It’s probably quite significant that the ThreeWeeks reviewers who don’t really review much music still want to go and see our next recipient’s work. He may be a hugely talented musician, but he is also a fabulous entertainer in other ways too, combining his virtuoso abilities on the piano with his skill as a raconteur. Since 2013, a number of our team have been blown away by his musical improvisation, his hilarious and intimate storytelling, and his 100% engaging style. This year’s show, ‘Pianologues’, built around Schubert songs and the theme of families, received a resounding 5/5 write up, which included the advice to “bring waterproof pants and a hankie”. Our fourth winner couldn’t be with us in person this morning because he is already half way across the world heading to a festival in New Zealand, but that doesn’t make him any less deserving – and that fourth winner is Will Pickvance.

05: Ian Smith
As this year’s proceedings have already revealed, many of our ThreeWeeks Editors’ Awards go to acts and companies based not merely on one show, but on what we call ‘body of work’ – the fact that they have returned to the Edinburgh Festival Fringe on a regular basis, bringing lots of shows that we loved, and this is definitely true of our next winner. This excellent comedian has never got a bad review from us. Most of them have been 5/5s – top marks – and contained words and phrases like “beautiful”, “funny”, “funniest”, “skilful”, “stylish”, “satisfying”, “hugely entertaining”, “perfectly executed”, “endearing” and “some of the finest granite material on the circuit”. To be honest, we’re not quite sure why he isn’t playing stadiums and hosting all of the panel shows. Our fifth winner is Ian Smith.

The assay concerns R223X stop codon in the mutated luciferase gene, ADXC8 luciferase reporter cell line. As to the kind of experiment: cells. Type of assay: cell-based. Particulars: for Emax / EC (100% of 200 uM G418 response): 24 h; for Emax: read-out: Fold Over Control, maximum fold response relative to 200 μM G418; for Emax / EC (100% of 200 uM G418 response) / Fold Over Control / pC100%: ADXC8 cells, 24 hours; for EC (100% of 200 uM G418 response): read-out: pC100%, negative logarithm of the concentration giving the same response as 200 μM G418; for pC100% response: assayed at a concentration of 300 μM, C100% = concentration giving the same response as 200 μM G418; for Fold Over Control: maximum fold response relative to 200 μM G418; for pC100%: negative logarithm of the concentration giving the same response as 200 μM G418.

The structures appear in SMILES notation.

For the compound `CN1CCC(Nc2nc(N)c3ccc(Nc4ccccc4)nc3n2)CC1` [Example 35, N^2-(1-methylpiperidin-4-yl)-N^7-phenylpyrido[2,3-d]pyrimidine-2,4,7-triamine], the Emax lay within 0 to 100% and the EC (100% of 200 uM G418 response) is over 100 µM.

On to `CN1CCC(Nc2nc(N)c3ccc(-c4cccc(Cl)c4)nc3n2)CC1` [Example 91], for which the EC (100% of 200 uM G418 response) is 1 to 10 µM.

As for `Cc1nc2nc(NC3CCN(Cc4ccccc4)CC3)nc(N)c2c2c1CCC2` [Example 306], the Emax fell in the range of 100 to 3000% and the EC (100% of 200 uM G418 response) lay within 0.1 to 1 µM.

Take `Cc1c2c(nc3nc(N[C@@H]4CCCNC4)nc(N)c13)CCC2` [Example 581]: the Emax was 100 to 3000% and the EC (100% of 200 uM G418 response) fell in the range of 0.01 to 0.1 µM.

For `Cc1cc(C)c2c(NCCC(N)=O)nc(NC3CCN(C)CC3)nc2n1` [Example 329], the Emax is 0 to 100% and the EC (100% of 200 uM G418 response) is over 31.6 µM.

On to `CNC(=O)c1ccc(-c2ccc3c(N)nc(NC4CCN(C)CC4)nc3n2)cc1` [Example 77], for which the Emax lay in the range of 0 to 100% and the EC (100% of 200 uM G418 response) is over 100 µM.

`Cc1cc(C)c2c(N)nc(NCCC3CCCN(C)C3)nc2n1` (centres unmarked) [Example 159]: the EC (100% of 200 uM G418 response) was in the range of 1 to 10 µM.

06: Hot Brown Honey
For a number of reasons we won’t go into, ThreeWeeks has had to reduce its coverage of the Fringe somewhat in recent years. Sadly that means we don’t always see those brilliant previously-unheard-of-shows first, like we used to, though we continue to monitor the festival grapevine closely. Which means that, although we didn’t see our next award winning show when it first arrived in Edinburgh last year, we certainly heard about it taking the Festival by storm. We were therefore determined to make sure we saw it this year. Listed in cabaret, but energetically defying genre categorisation, this extraordinary troupe offer an important and uncompromising exploration of race, gender, identity and culture that our reviewer called an “adrenaline-fuelled middle finger to repression and the patriarchy”. Our sixth award goes to ‘Hot Brown Honey’.

07: Prom Kween